"The unconscious assumptions that people stir into their experience are often hard to alter, but sometimes they can be changed just by a suggestion, especially if it comes from some kind of an authority figure. The experience of pain, for instance, can be dramatically altered, in normal conscious subjects, simply by telling them to think of it differently. When a group of people who had volunteered to suffer some mild electric shocks were told to think of the shocks as "new physiological sensations," they were less anxious, and had lower pulse rates, than those who were not so instructed. In another study, hospital patients who were about to undergo major surgery were encouraged to realise how much the experience of pain depends on the way people interpret it. They were reminded, for example, that a bruise sustained during a football match, or a finger cut while preparing dinner for a large group of friends, would not hurt as much as similar injuries in less intense situations. And they were shown analogous ways of reinterpreting the experience of being in hospital so that it was less threatening. Patients who were given this training took fewer pain relievers and sedatives after their operations, and tended to be discharge sooner, than an equivalent group that was untrained.
These experiments demonstrate how other people may be able to rescue us from what Langer refers to as 'premature cognitive committments' - help us become aware of the assumptions that we had dissolved in perception, and contemplate alternative ways of construing the situation."
My bolds.
"Mindfulness involves observing one's own experience carefully enough to be able to spot any misconceptions that may inadvertently have crept in. There are a number of ways in which this quality of mindfulness towards the activity of our own minds can be cultivated, though all involve slowing down the onrush of mental activity, and trying to focus conscious awareness on the world of sensations, rather than jumping on the first interpretation that comes along and hurtling off in the direction of decision and action. Mindfulness can be taught directly, as a form of secular meditation, for example. (...) "The essence of the state is to 'be' fully in the present moment, without judging or evaluating it, without reflecting backwards on past memories, without looking forward to anticipate the future, as in anxious worry, and without attempting to 'problem-solve' or otherwise avoid any unplesant aspects of the immediate situation. In this state one is highly aware and focused on the reality of the present moment, 'as it is', accepting and acknowledging it is its full 'reality' without immediately engaging in discursive thought about it, without trying to work out how to change it, and without drifting off into a state of diffuse thinking focused on somewhere else or some other time.. The mindful state is associated with a lack of elaborative processing involving thoughts that are essentially about the currently experienced, its implications, further meanings, or the need for related action. Rather mindfulness involves direct and immediate experience of the present situation."(Jon Kabat-Zinn)"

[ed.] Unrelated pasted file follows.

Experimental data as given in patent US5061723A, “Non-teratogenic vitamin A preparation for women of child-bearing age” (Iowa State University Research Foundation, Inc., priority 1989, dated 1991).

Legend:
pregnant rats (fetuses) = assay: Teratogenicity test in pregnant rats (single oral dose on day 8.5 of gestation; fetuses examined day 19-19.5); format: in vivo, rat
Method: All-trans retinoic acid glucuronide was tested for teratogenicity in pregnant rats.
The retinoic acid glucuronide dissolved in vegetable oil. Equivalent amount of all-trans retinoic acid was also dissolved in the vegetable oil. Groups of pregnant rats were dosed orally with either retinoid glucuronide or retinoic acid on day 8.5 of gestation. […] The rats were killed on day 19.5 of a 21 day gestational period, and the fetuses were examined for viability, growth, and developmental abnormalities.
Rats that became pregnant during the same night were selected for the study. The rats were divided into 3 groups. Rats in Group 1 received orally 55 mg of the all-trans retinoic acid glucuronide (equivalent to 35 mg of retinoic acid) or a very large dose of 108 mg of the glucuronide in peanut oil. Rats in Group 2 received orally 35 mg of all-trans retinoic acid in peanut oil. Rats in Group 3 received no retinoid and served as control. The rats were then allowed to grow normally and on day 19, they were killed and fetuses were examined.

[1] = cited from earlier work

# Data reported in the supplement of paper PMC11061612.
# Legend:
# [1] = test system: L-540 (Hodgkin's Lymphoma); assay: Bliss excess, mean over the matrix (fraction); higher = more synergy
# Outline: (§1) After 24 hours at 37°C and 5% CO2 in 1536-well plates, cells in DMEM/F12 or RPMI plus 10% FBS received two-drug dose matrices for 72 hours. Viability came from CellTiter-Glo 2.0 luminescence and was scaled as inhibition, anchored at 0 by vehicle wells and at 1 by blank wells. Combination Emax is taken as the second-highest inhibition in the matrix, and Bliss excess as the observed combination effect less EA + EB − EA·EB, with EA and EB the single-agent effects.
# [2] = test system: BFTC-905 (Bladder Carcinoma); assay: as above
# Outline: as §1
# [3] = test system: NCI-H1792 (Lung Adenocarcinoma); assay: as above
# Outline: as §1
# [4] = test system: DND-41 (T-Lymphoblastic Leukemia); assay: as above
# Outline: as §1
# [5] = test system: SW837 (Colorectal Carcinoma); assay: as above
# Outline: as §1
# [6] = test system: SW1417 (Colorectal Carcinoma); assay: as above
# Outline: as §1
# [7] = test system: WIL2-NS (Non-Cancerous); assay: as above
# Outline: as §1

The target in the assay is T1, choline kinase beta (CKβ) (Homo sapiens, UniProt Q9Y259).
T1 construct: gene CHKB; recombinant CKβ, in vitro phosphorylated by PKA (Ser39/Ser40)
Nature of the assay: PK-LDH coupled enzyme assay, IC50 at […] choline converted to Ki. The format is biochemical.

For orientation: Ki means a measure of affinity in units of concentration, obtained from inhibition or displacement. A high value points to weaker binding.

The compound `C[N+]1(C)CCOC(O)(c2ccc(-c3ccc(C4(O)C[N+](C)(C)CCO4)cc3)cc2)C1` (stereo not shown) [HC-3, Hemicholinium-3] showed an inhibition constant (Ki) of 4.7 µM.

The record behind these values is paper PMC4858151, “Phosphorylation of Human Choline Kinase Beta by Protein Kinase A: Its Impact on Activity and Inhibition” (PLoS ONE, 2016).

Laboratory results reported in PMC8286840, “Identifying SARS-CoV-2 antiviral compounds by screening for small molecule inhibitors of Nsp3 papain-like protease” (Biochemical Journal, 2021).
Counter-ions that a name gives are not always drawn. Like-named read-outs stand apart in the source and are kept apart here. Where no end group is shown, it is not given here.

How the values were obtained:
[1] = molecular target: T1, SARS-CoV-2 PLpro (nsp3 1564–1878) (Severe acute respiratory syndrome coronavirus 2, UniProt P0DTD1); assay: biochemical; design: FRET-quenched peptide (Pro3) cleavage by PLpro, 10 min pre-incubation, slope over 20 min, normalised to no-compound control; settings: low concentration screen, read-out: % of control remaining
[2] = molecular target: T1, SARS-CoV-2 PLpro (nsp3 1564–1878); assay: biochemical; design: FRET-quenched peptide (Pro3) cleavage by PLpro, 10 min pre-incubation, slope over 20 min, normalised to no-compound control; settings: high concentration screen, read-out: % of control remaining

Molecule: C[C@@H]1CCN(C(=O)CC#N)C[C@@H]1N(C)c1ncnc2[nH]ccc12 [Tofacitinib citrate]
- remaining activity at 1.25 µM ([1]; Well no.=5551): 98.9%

So, in summary, from Hemenway's article on permaculture we have the basic design principles combined into four pairs:

1. "Do only what is necessary. Conservation involves passive restraint from change or disruption of natural systems and active participation within them."
2. "Multiply purposes. Never do anything for only one reason. "Stack functions""

3. "Be redundant. There is always a variety of pathways by which an ecosystem can proceed about its business. A system's capacity for storage and resilience stems from its redundancy."
4. "Check your scale. Design and act within an appropriate size frame. The only cultural tools our society provides for evaluating scale are economic; these often lead to the selection of scales that are counterproductive, inefficient, and destructive."

5. "Work with edges. That is where the action is. Straight lines have far less edge than waves. You know this instinctively."
6. "Encourage diversity. Diversity here is intended to be diversity of relations between things, and not just a bunch of different structures assembled. Diversity of pathways is redundancy. Diversity allows both stacking and repeating of function."

7. "Look both ways before crossing. Everything works both ways."
8. "The gift must always move."

From Claxton's book we have the four slow ways of seeing:
1. Attentive Resonance
2. Focusing
3. Poetic Sensibility
4. Mindfulness

How they stacked up as being congruent with each other in my mind was as follows:

1. "Economy and Elegance" with poetic sensibility ("reset or create our agenda; to uncover issues and reveal concerns, perhaps in unexpected quarters, or surprising ways");

2. "Balance" with focusing ("awareness" (like that in "attentive resonance", see below).."is now directed inward, towards the subtle activities and promptings of one's own body" - this is a tough one to learn when everything in our culture has prompted/taught us to be externally directed);

3. "Resilience" with attentive resonance ("The habit of attending closely and patiently to the evidence, even - sometimes especially - to tiny, insignificant-looking shreds of evidence" - another hard one when all exhortations are to keep an eye on "the Big Picture.");